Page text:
French authorities will begin transferring on Wednesday about 1500 unaccompanied migrant minors housed temporarily in converted shipping containers in Calais to reception centres across the country.
Demolition teams finished tearing down unoccupied shacks and tents in the northern seaside town on Monday after last week's evacuation of thousands of migrants from the Jungle camp, where more than 6,000 people were living, most of them in the hope of making it across the Channel to Britain.
Tensions between London and Paris have mounted in recent days after President Francois Hollande urged British Prime Minister Theresa May to accept Britain's share of responsibility for the minors.
Britain is obliged under EU rules to take in minors with verified family ties.
"The minors will be taken by bus to reception centres for minors across France throughout the day," Stephane Duval, who heads a state-run shelter built with shipping containers within the camp, told Reuters. "There will be no departures to Britain for now. Their applications will be studied at a later stage."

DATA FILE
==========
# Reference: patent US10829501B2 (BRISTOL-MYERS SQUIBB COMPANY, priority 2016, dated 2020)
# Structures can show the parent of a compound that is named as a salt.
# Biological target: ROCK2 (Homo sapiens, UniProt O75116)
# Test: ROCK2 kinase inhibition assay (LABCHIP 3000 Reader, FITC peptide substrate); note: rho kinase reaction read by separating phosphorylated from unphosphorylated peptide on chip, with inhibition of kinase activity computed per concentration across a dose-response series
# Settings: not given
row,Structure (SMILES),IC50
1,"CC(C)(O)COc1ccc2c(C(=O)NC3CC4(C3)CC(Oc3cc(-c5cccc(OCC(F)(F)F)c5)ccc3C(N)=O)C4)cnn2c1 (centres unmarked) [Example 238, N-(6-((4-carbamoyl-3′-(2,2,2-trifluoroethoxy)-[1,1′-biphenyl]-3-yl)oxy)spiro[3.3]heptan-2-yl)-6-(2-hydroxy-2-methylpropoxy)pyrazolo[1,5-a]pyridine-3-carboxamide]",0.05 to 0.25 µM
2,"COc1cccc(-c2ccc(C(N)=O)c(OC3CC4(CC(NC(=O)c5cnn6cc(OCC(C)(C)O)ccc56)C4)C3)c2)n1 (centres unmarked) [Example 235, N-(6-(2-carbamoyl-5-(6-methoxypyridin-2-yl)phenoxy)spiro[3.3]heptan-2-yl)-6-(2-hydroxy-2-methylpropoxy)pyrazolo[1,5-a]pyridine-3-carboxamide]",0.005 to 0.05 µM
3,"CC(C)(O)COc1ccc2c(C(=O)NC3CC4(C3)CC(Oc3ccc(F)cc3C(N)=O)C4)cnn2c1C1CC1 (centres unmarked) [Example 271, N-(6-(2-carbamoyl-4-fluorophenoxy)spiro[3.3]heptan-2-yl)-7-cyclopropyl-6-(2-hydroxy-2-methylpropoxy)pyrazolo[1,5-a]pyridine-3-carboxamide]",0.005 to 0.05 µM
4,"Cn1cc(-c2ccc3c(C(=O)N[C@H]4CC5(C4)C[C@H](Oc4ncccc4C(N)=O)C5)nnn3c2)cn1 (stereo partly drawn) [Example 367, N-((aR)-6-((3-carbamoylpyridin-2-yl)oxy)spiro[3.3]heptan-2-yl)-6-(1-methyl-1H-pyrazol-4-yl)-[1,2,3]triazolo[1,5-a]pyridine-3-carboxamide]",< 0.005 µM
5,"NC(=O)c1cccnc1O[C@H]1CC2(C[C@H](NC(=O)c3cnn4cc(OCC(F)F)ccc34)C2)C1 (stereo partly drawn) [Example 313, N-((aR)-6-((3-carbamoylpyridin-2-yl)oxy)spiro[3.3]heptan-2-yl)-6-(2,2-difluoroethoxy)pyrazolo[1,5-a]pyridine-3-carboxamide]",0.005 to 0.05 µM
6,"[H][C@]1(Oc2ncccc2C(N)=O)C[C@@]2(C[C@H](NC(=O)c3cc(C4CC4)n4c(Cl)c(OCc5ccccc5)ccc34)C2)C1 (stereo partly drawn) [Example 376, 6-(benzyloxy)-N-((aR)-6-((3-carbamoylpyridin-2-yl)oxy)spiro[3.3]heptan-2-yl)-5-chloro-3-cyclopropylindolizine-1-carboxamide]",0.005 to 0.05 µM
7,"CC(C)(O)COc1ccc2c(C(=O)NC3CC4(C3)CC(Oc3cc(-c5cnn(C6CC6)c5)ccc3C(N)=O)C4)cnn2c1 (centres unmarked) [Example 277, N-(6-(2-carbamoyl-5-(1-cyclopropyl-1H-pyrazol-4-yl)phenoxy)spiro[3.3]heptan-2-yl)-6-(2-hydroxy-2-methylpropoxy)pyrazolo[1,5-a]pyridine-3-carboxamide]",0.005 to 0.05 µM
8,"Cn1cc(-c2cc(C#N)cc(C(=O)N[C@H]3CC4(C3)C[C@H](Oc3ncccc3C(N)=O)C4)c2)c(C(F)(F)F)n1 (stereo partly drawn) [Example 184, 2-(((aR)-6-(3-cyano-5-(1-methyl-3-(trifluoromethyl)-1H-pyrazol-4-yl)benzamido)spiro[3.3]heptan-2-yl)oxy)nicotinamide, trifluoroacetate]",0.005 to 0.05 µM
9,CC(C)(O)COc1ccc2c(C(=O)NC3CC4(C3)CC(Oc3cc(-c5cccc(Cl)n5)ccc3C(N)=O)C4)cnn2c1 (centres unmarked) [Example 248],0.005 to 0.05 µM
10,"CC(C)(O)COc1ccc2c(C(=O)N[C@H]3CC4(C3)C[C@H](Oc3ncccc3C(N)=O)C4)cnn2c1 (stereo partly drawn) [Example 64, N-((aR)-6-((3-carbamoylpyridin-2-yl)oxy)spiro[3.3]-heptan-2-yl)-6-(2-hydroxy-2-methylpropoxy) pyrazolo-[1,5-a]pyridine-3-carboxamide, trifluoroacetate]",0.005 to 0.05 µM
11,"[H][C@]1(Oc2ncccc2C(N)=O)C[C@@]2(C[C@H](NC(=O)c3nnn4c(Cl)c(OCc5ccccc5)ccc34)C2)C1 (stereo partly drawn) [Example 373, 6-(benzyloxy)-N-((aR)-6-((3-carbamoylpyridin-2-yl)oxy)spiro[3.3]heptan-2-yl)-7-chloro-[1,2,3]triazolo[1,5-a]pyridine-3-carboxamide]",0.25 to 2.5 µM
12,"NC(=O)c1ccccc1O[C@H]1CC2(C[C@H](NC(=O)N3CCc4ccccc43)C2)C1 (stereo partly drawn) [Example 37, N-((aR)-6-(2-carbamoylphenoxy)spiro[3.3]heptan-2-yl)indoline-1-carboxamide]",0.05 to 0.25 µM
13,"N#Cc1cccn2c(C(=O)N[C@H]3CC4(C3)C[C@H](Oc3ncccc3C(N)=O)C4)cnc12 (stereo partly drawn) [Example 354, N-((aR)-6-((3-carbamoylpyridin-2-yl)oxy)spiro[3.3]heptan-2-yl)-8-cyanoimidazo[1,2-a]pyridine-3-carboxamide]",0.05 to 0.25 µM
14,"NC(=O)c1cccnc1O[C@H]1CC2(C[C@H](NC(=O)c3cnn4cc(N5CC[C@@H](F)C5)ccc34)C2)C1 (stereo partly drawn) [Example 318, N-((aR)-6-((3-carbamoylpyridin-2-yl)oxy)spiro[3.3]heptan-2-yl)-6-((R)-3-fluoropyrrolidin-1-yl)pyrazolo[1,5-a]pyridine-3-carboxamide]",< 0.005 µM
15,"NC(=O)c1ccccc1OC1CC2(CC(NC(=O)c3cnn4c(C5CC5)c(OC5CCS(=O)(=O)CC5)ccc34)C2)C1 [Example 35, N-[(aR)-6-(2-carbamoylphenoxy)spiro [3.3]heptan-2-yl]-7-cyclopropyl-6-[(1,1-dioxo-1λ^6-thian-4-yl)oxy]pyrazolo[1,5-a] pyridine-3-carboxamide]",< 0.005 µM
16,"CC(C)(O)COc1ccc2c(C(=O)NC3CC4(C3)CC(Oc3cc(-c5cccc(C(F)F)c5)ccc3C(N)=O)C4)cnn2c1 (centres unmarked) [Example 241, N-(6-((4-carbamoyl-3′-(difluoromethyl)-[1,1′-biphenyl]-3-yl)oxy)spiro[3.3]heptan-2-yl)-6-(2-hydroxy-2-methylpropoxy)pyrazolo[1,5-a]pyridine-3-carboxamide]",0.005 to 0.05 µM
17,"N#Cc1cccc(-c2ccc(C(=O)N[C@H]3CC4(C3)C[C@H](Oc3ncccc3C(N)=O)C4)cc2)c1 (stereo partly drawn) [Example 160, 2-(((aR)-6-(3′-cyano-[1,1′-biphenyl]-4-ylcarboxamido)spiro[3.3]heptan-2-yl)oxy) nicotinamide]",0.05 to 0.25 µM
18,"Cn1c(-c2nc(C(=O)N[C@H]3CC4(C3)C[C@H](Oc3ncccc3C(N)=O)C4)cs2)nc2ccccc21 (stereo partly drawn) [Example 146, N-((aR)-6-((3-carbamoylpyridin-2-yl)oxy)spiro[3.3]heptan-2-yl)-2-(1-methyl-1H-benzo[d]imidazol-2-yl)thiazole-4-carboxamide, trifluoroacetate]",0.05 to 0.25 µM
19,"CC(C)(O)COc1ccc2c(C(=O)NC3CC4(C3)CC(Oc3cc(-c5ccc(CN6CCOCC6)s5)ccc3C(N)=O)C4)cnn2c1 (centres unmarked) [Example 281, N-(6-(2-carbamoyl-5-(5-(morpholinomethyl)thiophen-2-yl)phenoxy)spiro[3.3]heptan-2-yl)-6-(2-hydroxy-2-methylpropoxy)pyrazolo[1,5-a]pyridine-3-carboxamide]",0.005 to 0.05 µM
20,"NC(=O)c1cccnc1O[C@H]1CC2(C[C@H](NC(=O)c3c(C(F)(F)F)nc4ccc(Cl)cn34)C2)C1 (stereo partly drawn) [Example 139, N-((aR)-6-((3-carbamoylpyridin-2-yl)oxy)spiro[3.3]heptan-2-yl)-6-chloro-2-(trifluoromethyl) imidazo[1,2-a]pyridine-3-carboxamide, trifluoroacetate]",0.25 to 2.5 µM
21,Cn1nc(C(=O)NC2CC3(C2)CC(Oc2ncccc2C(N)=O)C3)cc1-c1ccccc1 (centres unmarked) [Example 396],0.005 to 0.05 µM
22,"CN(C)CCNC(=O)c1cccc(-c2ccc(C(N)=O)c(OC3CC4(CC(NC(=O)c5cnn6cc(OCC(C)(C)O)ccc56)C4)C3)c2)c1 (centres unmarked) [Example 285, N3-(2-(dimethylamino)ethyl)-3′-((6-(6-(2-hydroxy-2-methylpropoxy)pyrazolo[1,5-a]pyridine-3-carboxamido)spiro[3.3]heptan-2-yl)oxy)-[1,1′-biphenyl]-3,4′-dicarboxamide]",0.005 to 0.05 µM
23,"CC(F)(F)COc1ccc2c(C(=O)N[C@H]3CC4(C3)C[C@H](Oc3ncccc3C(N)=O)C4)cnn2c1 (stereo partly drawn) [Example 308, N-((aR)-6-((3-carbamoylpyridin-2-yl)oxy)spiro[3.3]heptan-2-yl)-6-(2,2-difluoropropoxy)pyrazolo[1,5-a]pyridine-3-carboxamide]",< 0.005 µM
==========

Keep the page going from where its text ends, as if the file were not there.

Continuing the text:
A second official, who declined to be identified, said the evacuation would take several days.
"It's about 1500 minors who will go to reception centres where they will meet personnel from the (British) Home Office (Interior Ministry)," the official said.
Hollande said that minors who do not leave for Britain will be taken care of by the French state, adding that in a few days there would be no more foreign minors in Calais.
In an interview in La Voix du Nord newspaper, Hollande is also quoted as saying no one will be allowed back in the dismantled Jungle.
"I promise (Calais residents) that there will not be a new settlement."
The Calais camp came to symbolise Europe's fraught efforts to cope with a record influx of migrants fleeing strife in countries from Afghanistan to Sudan.